Dr. Adrienne Rubinstein, then a doctoral candidate at CUNY working on a project at the VA, was instrumental in encouraging me to apply for a professorial position at Brooklyn College where she was Clinical Supervisor of Audiology. Subsequently, I was invited by Brooklyn College to join their faculty;I accepted the position and left the VA. At the time I left, I had been involved in the study of a very interesting phenomenon, adult-onset auditory deprivation. I found that in individuals with bilateral hearing loss who used only one hearing aid, the speech-recognition scores decreased significantly in the unaided ear over time while they remained stable in the aided ear. In those days, the protocol was to follow with ABR and site of lesion behavioral testing, so I did. I showed my data to Drs. Stanley Gelfand, John Lutolf, and Carol Silverman and they encouraged me to continue collecting data. I still remember the days when Dr. Lutolf brought cases to me now and again telling me "Here are more cases of deprivation supporting your theory."
I continued the investigation with the participation of Stanley and Carol and we submitted a manuscript to the Journal of Speech and Hearing Disorders. They rejected the article on the basis that the difference in speech recognition scores between the ears reflected just variability. Feeling strongly about our findings, we then submitted the manuscript to the Journal of the Acoustical Society of America which published it (Silman, Gelfand & Silverman, 1984). At Brooklyn College I, along with Drs. Silverman, Emmer, and Lutolf, further studied the phenomena of deprivation and acclimatization with federal funding.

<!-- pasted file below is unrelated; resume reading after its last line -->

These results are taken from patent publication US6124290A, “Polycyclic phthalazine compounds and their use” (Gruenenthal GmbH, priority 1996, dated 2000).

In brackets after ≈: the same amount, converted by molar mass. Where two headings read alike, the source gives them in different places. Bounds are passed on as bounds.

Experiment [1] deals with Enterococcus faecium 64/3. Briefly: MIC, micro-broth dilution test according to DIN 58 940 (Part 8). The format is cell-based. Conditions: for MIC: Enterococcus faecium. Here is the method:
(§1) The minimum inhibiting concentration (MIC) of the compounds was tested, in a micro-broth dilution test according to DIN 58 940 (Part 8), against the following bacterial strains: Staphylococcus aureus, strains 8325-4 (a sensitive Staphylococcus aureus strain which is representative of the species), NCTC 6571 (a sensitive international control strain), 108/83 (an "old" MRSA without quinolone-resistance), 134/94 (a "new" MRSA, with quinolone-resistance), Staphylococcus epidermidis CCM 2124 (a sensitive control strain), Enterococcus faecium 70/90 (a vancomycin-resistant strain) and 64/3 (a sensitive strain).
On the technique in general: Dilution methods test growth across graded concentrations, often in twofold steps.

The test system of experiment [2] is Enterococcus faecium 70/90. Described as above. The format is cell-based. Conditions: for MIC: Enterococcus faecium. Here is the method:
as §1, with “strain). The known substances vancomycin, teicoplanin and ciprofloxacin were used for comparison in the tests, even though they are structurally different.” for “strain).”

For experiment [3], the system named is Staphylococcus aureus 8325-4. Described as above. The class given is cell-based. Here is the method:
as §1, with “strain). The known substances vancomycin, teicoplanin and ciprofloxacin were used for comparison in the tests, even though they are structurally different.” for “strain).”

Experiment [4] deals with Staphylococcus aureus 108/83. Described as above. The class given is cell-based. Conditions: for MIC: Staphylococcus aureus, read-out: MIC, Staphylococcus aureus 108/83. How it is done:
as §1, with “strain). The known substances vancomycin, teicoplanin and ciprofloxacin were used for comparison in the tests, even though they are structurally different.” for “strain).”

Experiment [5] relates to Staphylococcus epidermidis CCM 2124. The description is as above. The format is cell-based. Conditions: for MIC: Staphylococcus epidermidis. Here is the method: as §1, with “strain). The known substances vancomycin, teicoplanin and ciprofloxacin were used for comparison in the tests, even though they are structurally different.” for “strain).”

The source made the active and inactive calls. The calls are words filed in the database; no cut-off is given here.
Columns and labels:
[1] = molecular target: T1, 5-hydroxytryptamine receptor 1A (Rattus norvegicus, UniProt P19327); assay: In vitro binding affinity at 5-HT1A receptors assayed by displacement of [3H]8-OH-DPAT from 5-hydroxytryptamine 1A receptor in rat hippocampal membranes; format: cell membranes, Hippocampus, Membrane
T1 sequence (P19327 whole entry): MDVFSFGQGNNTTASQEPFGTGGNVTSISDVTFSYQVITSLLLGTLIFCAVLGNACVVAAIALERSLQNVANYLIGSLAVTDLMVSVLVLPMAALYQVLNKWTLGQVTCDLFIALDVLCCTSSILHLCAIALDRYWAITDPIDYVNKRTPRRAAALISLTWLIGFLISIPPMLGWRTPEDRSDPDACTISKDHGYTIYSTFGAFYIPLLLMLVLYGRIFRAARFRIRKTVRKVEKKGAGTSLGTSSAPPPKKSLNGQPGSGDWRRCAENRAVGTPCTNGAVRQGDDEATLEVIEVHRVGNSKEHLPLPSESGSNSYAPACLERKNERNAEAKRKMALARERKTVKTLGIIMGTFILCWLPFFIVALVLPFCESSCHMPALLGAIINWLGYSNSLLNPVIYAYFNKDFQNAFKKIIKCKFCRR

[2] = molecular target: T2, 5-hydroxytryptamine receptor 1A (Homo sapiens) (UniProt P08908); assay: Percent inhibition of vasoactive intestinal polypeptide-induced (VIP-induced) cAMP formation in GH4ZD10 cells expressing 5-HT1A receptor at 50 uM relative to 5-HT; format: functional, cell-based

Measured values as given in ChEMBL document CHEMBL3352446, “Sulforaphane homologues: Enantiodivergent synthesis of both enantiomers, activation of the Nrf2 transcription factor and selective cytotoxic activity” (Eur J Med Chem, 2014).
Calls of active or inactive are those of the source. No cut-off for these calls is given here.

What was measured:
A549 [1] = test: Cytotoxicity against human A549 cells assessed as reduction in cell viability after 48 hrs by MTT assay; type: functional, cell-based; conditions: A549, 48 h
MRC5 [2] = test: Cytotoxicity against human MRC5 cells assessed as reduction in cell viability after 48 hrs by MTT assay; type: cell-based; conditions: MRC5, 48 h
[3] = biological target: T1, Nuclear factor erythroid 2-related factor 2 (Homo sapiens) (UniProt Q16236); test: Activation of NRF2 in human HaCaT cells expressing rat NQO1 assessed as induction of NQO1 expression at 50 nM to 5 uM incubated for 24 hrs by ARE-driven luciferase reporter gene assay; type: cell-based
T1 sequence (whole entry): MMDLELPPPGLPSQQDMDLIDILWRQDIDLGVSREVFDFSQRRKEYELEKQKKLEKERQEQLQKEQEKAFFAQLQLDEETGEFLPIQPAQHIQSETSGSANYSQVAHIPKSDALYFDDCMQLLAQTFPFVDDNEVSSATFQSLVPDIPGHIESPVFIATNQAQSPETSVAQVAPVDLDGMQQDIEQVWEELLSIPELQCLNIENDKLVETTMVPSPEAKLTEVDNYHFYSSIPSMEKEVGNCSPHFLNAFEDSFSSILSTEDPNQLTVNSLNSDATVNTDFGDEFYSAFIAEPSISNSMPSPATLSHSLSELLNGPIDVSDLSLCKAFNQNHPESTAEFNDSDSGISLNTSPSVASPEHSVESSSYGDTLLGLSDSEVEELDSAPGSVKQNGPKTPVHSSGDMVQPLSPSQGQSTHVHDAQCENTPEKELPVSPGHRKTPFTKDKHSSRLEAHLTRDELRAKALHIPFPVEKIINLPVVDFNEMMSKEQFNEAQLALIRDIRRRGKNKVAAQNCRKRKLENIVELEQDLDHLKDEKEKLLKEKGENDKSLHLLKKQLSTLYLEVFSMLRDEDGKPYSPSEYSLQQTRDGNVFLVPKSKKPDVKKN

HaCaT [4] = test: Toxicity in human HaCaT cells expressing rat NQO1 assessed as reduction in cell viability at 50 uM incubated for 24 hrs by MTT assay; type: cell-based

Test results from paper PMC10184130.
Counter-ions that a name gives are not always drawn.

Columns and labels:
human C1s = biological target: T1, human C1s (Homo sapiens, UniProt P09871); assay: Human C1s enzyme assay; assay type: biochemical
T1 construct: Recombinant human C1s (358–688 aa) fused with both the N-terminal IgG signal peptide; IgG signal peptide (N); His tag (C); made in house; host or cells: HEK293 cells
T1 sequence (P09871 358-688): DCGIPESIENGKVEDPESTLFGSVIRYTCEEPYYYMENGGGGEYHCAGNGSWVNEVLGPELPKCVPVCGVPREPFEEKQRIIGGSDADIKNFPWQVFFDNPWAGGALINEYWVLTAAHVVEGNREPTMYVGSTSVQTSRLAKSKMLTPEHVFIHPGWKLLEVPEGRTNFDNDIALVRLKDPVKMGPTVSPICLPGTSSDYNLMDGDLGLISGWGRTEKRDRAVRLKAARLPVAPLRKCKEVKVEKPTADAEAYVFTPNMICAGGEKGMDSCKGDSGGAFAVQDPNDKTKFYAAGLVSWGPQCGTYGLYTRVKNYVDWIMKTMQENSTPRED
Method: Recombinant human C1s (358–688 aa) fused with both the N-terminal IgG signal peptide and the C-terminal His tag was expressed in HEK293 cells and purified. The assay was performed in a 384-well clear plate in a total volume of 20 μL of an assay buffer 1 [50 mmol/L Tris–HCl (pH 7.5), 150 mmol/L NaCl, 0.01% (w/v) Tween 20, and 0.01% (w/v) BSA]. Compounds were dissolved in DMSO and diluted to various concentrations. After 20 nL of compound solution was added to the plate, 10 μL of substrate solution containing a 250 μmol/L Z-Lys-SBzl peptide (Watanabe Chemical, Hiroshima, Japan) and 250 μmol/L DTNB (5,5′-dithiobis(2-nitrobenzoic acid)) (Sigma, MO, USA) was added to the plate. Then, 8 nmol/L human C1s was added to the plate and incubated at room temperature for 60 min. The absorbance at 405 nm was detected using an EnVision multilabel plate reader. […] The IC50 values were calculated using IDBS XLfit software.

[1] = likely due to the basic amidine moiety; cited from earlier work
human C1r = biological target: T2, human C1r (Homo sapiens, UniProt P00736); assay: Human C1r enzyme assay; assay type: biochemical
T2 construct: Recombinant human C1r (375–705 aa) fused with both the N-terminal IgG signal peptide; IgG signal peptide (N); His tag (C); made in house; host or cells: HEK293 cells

SMAKA: What was the response to the article?
SILMAN: Well, there was no response. It was very interesting. No one supported it, there were no further publications or comments about the article and I became very frustrated because I believed the research had significant implications for clinical care.